Complainant has submitted evidence of its registration of the CHINA DIESEL mark with the USPTO (Reg. No. 2,408,173 issued November 28, 2000, filed July 12, 1999).  However, Respondent registered the <> domain name on March 7, 1996, which predates Complainant’s application filing date with the USPTO.  See Phoenix Mortgage Corp. v. Toggas, D2001-0101 (WIPO Mar. 30, 2001) (“The effective date of Complainant's federal rights is . . . the filing date of its issued registration. Although it might be possible to establish rights prior to that date based on use, Complainant has submitted insufficient evidence to prove common law rights before the filing date of its federal registration.”).  Therefore, the Panel finds that Complainant’s USPTO registration does not provide sufficient rights in the CHINA DIESEL mark predating Respondent’s registration of the disputed domain name under Policy ¶ 4(a)(i).  See Trujillo v. lSoft Corp. FA 171259 (Nat. Arb. Forum Sept. 10, 2003) (“As Complainants have not shown their rights pre date Registrant’s domain name, Complainant’s have not satisfied paragraph 4(a)(i) of the Policy”), see also Transpark LLC v. Network Adm’r, FA 135602 (Nat. Arb. Forum Jan. 21, 2003) (finding that the complainant failed to satisfy Policy ¶ 4(a)(i) because the respondent’s domain name registration predated the complainant’s rights in its mark by nearly two years).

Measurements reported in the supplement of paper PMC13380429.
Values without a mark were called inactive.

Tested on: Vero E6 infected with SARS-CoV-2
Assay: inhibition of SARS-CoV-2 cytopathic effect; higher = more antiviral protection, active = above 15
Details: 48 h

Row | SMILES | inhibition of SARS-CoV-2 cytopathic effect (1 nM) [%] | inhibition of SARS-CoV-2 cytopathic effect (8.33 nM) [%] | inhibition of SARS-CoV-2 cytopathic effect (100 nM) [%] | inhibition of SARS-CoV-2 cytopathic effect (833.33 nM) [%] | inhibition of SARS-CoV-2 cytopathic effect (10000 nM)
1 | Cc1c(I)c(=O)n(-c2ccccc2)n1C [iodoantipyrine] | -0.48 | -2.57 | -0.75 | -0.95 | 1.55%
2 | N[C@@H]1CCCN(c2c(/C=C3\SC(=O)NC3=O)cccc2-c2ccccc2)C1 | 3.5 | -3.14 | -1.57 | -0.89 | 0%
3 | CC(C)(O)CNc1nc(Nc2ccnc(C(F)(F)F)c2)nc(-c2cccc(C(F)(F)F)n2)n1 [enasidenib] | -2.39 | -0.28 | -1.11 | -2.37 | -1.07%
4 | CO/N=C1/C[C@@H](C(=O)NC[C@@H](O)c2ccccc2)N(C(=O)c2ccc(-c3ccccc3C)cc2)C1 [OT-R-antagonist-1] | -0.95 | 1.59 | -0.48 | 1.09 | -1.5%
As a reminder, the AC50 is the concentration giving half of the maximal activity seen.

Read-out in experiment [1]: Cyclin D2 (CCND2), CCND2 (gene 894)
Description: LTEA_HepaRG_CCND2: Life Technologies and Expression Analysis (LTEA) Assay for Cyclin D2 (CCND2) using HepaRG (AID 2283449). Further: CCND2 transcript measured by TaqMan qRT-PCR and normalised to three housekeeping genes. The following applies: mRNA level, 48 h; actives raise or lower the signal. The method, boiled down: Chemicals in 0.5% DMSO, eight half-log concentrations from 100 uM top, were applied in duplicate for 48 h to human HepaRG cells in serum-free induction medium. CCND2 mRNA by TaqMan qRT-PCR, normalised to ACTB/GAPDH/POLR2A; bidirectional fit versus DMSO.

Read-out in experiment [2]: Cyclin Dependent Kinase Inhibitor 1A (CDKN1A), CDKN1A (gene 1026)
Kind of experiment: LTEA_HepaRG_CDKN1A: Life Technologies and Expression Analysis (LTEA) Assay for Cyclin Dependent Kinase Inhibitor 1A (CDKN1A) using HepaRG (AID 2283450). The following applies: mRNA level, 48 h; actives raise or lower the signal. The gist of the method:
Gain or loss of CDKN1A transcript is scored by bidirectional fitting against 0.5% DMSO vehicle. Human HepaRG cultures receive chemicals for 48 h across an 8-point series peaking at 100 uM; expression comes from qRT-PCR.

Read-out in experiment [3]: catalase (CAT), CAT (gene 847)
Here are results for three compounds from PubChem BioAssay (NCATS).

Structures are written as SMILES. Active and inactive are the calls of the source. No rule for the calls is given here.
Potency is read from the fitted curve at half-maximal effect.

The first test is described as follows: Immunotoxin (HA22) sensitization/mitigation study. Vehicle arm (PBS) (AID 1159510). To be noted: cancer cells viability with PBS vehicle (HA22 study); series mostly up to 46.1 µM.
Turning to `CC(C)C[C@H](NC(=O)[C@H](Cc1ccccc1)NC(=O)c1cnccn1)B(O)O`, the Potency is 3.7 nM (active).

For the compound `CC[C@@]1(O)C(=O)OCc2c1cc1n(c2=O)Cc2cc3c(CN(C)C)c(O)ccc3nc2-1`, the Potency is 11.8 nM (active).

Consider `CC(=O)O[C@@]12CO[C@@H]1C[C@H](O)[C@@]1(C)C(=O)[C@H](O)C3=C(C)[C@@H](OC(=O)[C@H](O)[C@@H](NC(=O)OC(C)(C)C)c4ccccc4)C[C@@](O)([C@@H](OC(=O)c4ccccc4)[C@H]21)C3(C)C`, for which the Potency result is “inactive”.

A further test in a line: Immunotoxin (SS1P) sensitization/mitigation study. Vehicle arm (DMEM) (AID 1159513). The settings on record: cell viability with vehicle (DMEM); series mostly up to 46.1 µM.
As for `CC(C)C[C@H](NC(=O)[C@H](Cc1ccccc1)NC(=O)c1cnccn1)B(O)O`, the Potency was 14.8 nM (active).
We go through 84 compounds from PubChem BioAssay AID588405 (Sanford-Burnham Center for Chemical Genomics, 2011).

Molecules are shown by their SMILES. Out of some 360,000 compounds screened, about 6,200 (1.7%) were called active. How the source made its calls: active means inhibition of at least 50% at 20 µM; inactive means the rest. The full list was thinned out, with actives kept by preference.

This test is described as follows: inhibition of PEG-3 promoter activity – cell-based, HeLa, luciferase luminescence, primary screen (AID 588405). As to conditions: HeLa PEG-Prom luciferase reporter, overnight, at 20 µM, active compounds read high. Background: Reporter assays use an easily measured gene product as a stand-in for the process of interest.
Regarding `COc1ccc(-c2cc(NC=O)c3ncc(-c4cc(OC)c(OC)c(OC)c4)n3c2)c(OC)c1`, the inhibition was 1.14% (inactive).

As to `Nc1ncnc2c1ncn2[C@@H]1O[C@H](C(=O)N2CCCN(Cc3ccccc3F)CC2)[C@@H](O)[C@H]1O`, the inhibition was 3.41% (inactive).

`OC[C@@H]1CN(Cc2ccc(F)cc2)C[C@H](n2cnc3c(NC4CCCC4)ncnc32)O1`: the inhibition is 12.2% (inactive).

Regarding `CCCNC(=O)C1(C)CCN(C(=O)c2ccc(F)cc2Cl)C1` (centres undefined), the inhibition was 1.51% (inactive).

The Panel finds that Complainant lacks rights in the CHINA DIESEL mark due to Respondent’s registration of the <> before Complainant’s trademark registration filing with the USPTO.  However, trademark registration with the USPTO is unnecessary where Complainant can prove common law rights by a showing that the CHINA DIESEL mark has acquired secondary meaning through extensive and continuous use.  See Hiatt v. personal fan & official site builders : we build great sites, FA 881460 (Nat. Arb. Forum Feb. 21, 2007) (“[R]egistration with a trademark authority is unnecessary under Policy ¶ 4(a)(i) in instances where a mark has gained secondary meaning through extensive commercial use and common law rights have been established ….”).  In attempting to prove common law rights, Complainant asserts that it has used the CHINA DIESEL mark continuously in commerce since 1977 in connection with its business of importing and distributing Chinese machinery products.  The Panel finds that Complainant’s assertion of common law rights is merely a self-serving allegation that lacks substantiation due to Complainant’s failure to provide supporting evidence of any kind.  See Weatherford Int’l, Inc. v. Wells, FA 153626 (Nat. Arb. Forum May 19, 2003) (“Although Complainant asserts common law rights in the WELLSERV mark, it failed to submit any evidence indicating extensive use or that its claimed mark has achieved secondary source identity . . . [Complainant’s claim that it is well known] is a finding that must be supported by evidence and not self-serving assertions.”).  As a result, the Panel finds that Complainant has failed to meet the threshold for proving common law rights in the CHINA DIESEL mark through proof that the mark has acquired secondary meaning pursuant to Policy ¶ 4(a)(i).  See Build-A-Bear Workshop, Inc. v. Pallone, FA 874279 (Nat. Arb. Forum Mar. 1, 2007) (finding that the complainant did not establish common law rights in the BEAR BUILDER or BEAR BUILDERS marks because the evidence it submitted was insufficient to show the mark had acquired any secondary meaning); see also Occidental Hoteles Mgmt., S.A., & Corictal II, S.A. v. Hargrave Arts, LLC, FA 959645 (Nat. Arb. Forum May 21, 2007) (finding that the complainant did not submit sufficient evidence showing that its OCCIDENTAL mark had acquired the necessary secondary meaning for it to establish common law rights pursuant to Policy ¶ 4(a)(i)).  Therefore, the Panel finds that Complainant has neither trademark rights, nor common law rights in the CHINA DIESEL mark pursuant to Policy ¶ 4(a)(i).